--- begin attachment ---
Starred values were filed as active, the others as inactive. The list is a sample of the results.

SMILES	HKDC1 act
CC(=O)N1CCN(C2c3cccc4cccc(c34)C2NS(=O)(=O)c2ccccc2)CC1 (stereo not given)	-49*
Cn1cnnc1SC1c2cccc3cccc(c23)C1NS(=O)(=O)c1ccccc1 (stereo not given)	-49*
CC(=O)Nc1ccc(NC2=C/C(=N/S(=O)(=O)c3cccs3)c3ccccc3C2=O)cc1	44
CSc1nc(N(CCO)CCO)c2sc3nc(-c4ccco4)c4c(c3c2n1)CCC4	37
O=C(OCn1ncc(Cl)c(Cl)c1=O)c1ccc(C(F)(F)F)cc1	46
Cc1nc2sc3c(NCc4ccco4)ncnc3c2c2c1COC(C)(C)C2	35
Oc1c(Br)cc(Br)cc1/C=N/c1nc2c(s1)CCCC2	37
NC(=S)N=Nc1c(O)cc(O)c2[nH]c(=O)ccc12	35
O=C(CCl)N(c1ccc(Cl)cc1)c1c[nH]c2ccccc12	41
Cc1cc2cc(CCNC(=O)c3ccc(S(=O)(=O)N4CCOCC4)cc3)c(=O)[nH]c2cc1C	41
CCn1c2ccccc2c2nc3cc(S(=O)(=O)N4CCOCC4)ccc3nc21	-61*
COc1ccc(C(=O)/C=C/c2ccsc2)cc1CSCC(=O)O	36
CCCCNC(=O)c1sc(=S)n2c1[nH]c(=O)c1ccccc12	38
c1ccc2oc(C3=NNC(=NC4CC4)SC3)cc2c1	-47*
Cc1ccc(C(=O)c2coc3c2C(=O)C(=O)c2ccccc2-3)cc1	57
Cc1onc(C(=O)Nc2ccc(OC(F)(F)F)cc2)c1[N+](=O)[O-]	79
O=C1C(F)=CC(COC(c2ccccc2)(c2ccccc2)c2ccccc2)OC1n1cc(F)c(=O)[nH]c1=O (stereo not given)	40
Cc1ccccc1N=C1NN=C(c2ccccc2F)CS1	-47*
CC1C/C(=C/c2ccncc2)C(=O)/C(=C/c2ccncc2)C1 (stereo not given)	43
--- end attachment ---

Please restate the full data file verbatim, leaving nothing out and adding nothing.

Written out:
Starred values were filed as active, the others as inactive. The list is a sample of the results.

SMILES	HKDC1 act
CC(=O)N1CCN(C2c3cccc4cccc(c34)C2NS(=O)(=O)c2ccccc2)CC1 (stereo not given)	-49*
Cn1cnnc1SC1c2cccc3cccc(c23)C1NS(=O)(=O)c1ccccc1 (stereo not given)	-49*
CC(=O)Nc1ccc(NC2=C/C(=N/S(=O)(=O)c3cccs3)c3ccccc3C2=O)cc1	44
CSc1nc(N(CCO)CCO)c2sc3nc(-c4ccco4)c4c(c3c2n1)CCC4	37
O=C(OCn1ncc(Cl)c(Cl)c1=O)c1ccc(C(F)(F)F)cc1	46
Cc1nc2sc3c(NCc4ccco4)ncnc3c2c2c1COC(C)(C)C2	35
Oc1c(Br)cc(Br)cc1/C=N/c1nc2c(s1)CCCC2	37
NC(=S)N=Nc1c(O)cc(O)c2[nH]c(=O)ccc12	35
O=C(CCl)N(c1ccc(Cl)cc1)c1c[nH]c2ccccc12	41
Cc1cc2cc(CCNC(=O)c3ccc(S(=O)(=O)N4CCOCC4)cc3)c(=O)[nH]c2cc1C	41
CCn1c2ccccc2c2nc3cc(S(=O)(=O)N4CCOCC4)ccc3nc21	-61*
COc1ccc(C(=O)/C=C/c2ccsc2)cc1CSCC(=O)O	36
CCCCNC(=O)c1sc(=S)n2c1[nH]c(=O)c1ccccc12	38
c1ccc2oc(C3=NNC(=NC4CC4)SC3)cc2c1	-47*
Cc1ccc(C(=O)c2coc3c2C(=O)C(=O)c2ccccc2-3)cc1	57
Cc1onc(C(=O)Nc2ccc(OC(F)(F)F)cc2)c1[N+](=O)[O-]	79
O=C1C(F)=CC(COC(c2ccccc2)(c2ccccc2)c2ccccc2)OC1n1cc(F)c(=O)[nH]c1=O (stereo not given)	40
Cc1ccccc1N=C1NN=C(c2ccccc2F)CS1	-47*
CC1C/C(=C/c2ccncc2)C(=O)/C(=C/c2ccncc2)C1 (stereo not given)	43